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Paeans for Leon as One of NFL's Top Returners


When the Jets lost dynamic kick returner Justin Miller for the season with a knee injury in Week 2 of the 2007 season, nobody guessed second-year player Leon Washington would fill his shoes so decisively.

A year and a half later, Washington is the NFL's second-leading kickoff returner with a 29.6 average and is drawing praise from the coaching staff for his work ethic.

"Just knowing the way to work and how it prepares you for the game, it definitely translates," Washington said today.

"He's a great player," said running back Thomas Jones. "He has great speed, he has great vision. He can do it all — run the ball, catch the ball and return. He's a great player and I'm glad to have him on the team.

"He has a great personality, very humble. He's just a great person, he works hard and he comes to work every day, doesn't complain and doesn't gripe. He goes out there and does his job. I think any coach would love to have him on his team."

In his news conference, Jets head coach Eric Mangini described how Washington's attention to detail is exemplified in special teams coach Mike Westhoff's meetings.

"Mike will have players present to the rest of the group," Mangini said. "And Leon, whenever he presents, it's like a coach. It's so thorough. He's the returner and he could easily say 'The kicker's going to offset here, the ball's going to come out to the 5, it's going to be this hang time.'

"But he goes through block by block, how we have to block it, who the guys are we need to target, why we need to make sure we have those guys covered, what the reads are, what the adjustment is if the ball is kicked somewhere where it's not supposed to be.

"It's really satisfying to me to see. He's one of the guys that came in with me, and to see his growth and development is great."

Washington and Mangini reflected on a recent conversation they had in which the player told his coach he didn't initially realize the value of off-the-field work in determining a player's on-the-field productivity.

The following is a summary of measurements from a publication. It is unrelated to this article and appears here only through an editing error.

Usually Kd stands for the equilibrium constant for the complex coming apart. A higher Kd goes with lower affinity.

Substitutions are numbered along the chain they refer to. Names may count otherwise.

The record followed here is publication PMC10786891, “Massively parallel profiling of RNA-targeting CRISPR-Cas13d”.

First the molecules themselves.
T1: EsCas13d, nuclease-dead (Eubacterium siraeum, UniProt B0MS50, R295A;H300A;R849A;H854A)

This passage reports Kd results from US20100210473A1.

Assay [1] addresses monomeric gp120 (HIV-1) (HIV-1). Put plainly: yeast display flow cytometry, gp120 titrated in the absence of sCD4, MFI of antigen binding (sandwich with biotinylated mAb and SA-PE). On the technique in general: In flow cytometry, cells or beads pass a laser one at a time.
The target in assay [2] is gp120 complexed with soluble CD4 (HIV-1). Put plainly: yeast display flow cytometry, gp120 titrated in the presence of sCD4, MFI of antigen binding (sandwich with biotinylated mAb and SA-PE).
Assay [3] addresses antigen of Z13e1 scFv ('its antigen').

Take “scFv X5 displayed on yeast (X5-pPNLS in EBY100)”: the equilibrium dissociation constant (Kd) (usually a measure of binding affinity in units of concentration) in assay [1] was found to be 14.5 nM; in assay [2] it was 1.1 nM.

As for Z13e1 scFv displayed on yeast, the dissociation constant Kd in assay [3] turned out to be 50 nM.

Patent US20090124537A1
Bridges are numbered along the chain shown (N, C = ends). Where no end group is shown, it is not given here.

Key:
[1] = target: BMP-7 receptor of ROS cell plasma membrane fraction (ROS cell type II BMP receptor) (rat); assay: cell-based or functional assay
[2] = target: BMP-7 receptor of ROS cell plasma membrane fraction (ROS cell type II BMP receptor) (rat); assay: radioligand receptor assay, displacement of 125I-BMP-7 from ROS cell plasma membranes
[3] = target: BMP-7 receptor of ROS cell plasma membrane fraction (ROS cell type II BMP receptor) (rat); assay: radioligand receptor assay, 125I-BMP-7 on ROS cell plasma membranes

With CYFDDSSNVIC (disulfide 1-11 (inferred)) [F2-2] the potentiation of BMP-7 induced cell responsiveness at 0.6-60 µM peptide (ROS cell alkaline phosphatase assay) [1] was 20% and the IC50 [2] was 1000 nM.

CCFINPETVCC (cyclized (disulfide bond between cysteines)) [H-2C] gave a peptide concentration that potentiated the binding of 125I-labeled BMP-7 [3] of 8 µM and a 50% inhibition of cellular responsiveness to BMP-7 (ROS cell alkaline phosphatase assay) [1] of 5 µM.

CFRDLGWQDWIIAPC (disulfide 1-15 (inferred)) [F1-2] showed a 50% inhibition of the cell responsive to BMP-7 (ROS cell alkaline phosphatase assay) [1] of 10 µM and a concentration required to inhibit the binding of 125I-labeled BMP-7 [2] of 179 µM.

"I thought it was just pure talent," said Washington. "When I got here, and you watch guys like Laveranues Coles, Jerricho Cotchery, Darrelle Revis, Kerry Rhodes, those guys work extremely hard in practice and you see how it translates in the games. It was big learning that and knowing that we all are talented and gifted in this sport but the guys that work the hardest and put forth the effort tend to perform better in the games."

Mangini also pointed to Washington's training camp, as he's done several times in the past, to show how far he has come as a player in a short time.

"It's good for the laugh," said Washington, "but at the same time, I was telling LC back a while ago, I appreciate that. I'm glad I didn't come into a system where the coach really doesn't say anything to the players and then expected them to go out there and perform.

"But I appreciate that Eric has been on top of me the whole time since I've been here, especially earlier in my career, because it definitely taught me a lot of how to be a professional on and off the field and how seriously practice is taken."

Jets fans watched in frustration during Week 2's matchup vs. the New England Patriots as last season's team MVP was stifled by Stephen Gostkowski's six kickoffs, the first five of which resulted in touchbacks.

So it was extra-special to see Washington set a franchise career record in Thursday's win over the Patriots with his fourth career kickoff-return touchdown.

"Later in the year the balls don't go as far in the National Football League," said Washington. "It's colder and kickers can't kick as far. We've returned against a lot of teams in our conference, but really not New England. They've really had the upper hand the last couple of years on special teams, so it was good to go out there and win that phase of the game, especially with that kickoff return. It helped us out a lot."

Special teams could be a major factor in the outcome of Sunday's game at Tennessee. The Jets are second-best in the NFL in kickoff return average and fifth-best in punt return average (Washington's 12.9-yard average is fifth among individual returners), while the Titans are No. 31 in kickoff return average allowed and No. 26 in punt return average allowed.

"If we get our blocking assignments, get the right guy, play the right plays, we're going to have a big return," said Washington. "One thing I'm really thankful for this year, with the guys we have, is that we rarely have a guy come scot-free on the return. Pretty much every guy gets his assignment. I'm so thankful to have a unit like that.

"Special teams is something this time of year that, if you can really focus on and do it well, that's the extra phase of the game that you can help your team win."

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